Lakers rookie Sun Yue has appeared in only nine games this season, receiving 2.9 minutes of playing time in each appearance. While the Chinese point guard is high on potential, he’s not quite there yet with Derrick Rose and Russell Westbrook.
So, when the rookie and sophomore teams were announced on Wednesday – as selected by assistant coaches around the league – there were no cries of horror around Los Angeles … except perhaps from UCLA Bruins fans who saw Kevin Love left off the first-year squad (more on that in a minute).
But for the Lakers, it’s the first time in a few years that no youngster will participate, as Jordan Farmar played in the previous two Rookie Games and Andrew Bynum competed as a sophomore in 2007. Farmar ripped it up with 17 points and 11 assists in a 136-109 S’mores win last year in a competition that began in 2000 and has resulted in a 7-2 old guys edge.
Here are this season’s nine-man squads:
2008-09 NBA Rookie Team
2008-09 NBA Sophomore Team
No Love for Kevin?
Clearly, Minnesota’s Love is the best player left off either team. Perhaps the most telling measure of how the rookies are doing as a whole comes courtesy of ESPN’s David Thorpe, who updates his “Rookie Rankings” weekly. Thorpe has Love as the second best rookie in the class, behind only Westbrook, and a full seven spots ahead of Gasol.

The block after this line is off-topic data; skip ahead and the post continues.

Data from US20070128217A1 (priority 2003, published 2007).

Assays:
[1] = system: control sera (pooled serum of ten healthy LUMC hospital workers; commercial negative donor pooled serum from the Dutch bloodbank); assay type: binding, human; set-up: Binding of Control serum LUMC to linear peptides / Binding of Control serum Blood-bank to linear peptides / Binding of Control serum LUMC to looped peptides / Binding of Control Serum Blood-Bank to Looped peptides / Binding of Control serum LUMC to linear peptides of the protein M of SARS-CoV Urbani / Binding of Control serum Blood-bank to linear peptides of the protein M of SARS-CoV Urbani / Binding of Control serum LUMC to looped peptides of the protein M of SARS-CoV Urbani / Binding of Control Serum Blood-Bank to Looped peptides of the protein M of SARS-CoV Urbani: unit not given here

Not only are Love’s season numbers just as good as Gasol’s and better than Beasley’s, but he’s been tearing it up in January now that he’s getting minutes. Check out his game-by-game numbers this month, which are particularly meaningful since the Wolves are an NBA-best 10-3 in 2009. Perhaps in protest, Love hung up 17 points, 10 boards and four assists in 26 minutes against Detroit after being snubbed.
Now that the Love-fest is over … The rest of the rosters are fine, and even though the rookies have more overall talent than the sophomores (by far), it’s tough to picture Durant, Horford and Stuckey letting their team lose.
We’ll be there in Phoenix in person to let you know how it goes.